Google Tightens Its Belt As Company Growth Slows

Report says new hires must be justified in terms of strategic objectives.


Long known for its lavish benefits and liberal hiring, Google is tightening its belt as it matures and revenue growth slows. The Wall Street Journal (WSJ) is reporting that the company is “curbing hiring and seeking ways to run its sprawling empire more efficiently.”

Institutional investors have frequently expressed concern about hiring and costs at the company. Now incoming CFO Ruth Porat is reportedly leading an expansive internal initiative looking at costs, revenue and accounting issues. Porat will make her first “public” appearance as CFO on Google’s earnings call Thursday afternoon.

Specifically, the WSJ reports that hiring has slowed and internally now must be justified in terms of strategic business objectives including new revenues. Google has a total of just over 55,000 employees globally.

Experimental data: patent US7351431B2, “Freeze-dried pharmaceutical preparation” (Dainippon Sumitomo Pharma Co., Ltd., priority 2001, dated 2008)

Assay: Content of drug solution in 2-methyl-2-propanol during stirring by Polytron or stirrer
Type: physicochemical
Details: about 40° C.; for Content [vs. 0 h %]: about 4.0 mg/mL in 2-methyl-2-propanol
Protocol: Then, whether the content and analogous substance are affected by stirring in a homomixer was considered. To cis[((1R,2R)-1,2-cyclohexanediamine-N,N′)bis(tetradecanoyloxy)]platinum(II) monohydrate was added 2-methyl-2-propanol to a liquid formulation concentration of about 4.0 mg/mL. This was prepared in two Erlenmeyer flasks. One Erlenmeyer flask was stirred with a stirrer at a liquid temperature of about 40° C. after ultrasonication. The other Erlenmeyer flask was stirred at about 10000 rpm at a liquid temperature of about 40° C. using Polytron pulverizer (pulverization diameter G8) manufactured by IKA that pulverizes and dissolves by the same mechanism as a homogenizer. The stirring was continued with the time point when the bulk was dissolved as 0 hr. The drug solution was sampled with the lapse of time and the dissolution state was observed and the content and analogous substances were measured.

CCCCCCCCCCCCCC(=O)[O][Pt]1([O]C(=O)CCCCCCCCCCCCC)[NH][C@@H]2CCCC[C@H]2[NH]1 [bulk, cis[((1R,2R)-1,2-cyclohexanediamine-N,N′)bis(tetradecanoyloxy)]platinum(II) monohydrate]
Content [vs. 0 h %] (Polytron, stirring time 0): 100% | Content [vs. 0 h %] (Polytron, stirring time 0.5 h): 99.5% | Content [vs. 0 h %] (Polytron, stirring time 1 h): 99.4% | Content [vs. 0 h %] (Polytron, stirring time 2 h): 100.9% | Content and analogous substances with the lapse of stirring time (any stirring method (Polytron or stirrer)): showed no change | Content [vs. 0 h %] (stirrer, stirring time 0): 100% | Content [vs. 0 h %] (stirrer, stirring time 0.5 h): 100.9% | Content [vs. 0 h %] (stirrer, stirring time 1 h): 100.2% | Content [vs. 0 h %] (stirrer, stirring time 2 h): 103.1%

The most interesting part of the WSJ article concerns the corporate model that Google may be seeking to emulate — Berkshire Hathaway:

Mr. Page said he looks to Berkshire Hathaway Inc., the insurance-focused conglomerate run by billionaire Warren Buffett, as a model for how to run a large, complex company, according to people who were at the meeting. Mr. Buffett has a cadre of CEOs running operating companies and doles out capital from the holding company to these businesses based on their performance each year.

About The Author

Greg Sterling is a Contributing Editor at Search Engine Land. He writes a personal blog, Screenwerk, about connecting the dots between digital media and real-world consumer behavior. He is also VP of Strategy and Insights for the Local Search Association. Follow him on Twitter or find him at Google+.

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